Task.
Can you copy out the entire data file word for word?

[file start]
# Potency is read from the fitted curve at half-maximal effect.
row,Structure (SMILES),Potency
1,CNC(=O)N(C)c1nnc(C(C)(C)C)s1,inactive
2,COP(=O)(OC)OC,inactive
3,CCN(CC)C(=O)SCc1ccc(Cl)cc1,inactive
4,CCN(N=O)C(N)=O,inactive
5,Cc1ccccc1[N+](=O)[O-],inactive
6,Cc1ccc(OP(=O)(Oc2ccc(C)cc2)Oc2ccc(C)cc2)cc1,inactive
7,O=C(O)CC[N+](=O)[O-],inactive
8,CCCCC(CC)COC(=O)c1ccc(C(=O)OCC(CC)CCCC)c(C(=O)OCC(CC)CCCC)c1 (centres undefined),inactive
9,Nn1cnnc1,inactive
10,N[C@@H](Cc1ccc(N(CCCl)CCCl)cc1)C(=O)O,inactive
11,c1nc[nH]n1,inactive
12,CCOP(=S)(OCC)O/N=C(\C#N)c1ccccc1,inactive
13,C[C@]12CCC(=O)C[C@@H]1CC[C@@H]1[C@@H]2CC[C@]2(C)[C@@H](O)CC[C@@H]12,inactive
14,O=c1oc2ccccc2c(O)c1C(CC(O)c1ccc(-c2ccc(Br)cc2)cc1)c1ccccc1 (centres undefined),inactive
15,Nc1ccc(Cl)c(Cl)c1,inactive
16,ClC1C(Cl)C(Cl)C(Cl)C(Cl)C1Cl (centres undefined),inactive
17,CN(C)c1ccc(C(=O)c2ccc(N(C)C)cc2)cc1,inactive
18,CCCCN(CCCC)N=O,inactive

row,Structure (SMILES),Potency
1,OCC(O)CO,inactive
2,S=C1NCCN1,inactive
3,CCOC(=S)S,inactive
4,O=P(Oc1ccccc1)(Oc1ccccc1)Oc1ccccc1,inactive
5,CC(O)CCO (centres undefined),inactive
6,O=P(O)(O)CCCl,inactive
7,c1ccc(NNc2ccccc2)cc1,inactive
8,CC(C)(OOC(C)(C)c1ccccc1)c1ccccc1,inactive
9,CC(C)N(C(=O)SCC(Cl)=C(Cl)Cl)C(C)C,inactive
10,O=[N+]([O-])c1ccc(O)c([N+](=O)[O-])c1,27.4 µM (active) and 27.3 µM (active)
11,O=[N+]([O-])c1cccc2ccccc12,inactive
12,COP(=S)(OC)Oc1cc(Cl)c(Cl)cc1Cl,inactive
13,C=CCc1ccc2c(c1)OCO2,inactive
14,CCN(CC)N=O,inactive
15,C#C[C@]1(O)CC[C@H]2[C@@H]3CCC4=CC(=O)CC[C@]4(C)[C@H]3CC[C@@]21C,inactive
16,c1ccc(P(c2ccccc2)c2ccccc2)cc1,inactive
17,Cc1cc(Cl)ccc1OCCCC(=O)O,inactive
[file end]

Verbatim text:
# Potency is read from the fitted curve at half-maximal effect.
row,Structure (SMILES),Potency
1,CNC(=O)N(C)c1nnc(C(C)(C)C)s1,inactive
2,COP(=O)(OC)OC,inactive
3,CCN(CC)C(=O)SCc1ccc(Cl)cc1,inactive
4,CCN(N=O)C(N)=O,inactive
5,Cc1ccccc1[N+](=O)[O-],inactive
6,Cc1ccc(OP(=O)(Oc2ccc(C)cc2)Oc2ccc(C)cc2)cc1,inactive
7,O=C(O)CC[N+](=O)[O-],inactive
8,CCCCC(CC)COC(=O)c1ccc(C(=O)OCC(CC)CCCC)c(C(=O)OCC(CC)CCCC)c1 (centres undefined),inactive
9,Nn1cnnc1,inactive
10,N[C@@H](Cc1ccc(N(CCCl)CCCl)cc1)C(=O)O,inactive
11,c1nc[nH]n1,inactive
12,CCOP(=S)(OCC)O/N=C(\C#N)c1ccccc1,inactive
13,C[C@]12CCC(=O)C[C@@H]1CC[C@@H]1[C@@H]2CC[C@]2(C)[C@@H](O)CC[C@@H]12,inactive
14,O=c1oc2ccccc2c(O)c1C(CC(O)c1ccc(-c2ccc(Br)cc2)cc1)c1ccccc1 (centres undefined),inactive
15,Nc1ccc(Cl)c(Cl)c1,inactive
16,ClC1C(Cl)C(Cl)C(Cl)C(Cl)C1Cl (centres undefined),inactive
17,CN(C)c1ccc(C(=O)c2ccc(N(C)C)cc2)cc1,inactive
18,CCCCN(CCCC)N=O,inactive

row,Structure (SMILES),Potency
1,OCC(O)CO,inactive
2,S=C1NCCN1,inactive
3,CCOC(=S)S,inactive
4,O=P(Oc1ccccc1)(Oc1ccccc1)Oc1ccccc1,inactive
5,CC(O)CCO (centres undefined),inactive
6,O=P(O)(O)CCCl,inactive
7,c1ccc(NNc2ccccc2)cc1,inactive
8,CC(C)(OOC(C)(C)c1ccccc1)c1ccccc1,inactive
9,CC(C)N(C(=O)SCC(Cl)=C(Cl)Cl)C(C)C,inactive
10,O=[N+]([O-])c1ccc(O)c([N+](=O)[O-])c1,27.4 µM (active) and 27.3 µM (active)
11,O=[N+]([O-])c1cccc2ccccc12,inactive
12,COP(=S)(OC)Oc1cc(Cl)c(Cl)cc1Cl,inactive
13,C=CCc1ccc2c(c1)OCO2,inactive
14,CCN(CC)N=O,inactive
15,C#C[C@]1(O)CC[C@H]2[C@@H]3CCC4=CC(=O)CC[C@]4(C)[C@H]3CC[C@@]21C,inactive
16,c1ccc(P(c2ccccc2)c2ccccc2)cc1,inactive
17,Cc1cc(Cl)ccc1OCCCC(=O)O,inactive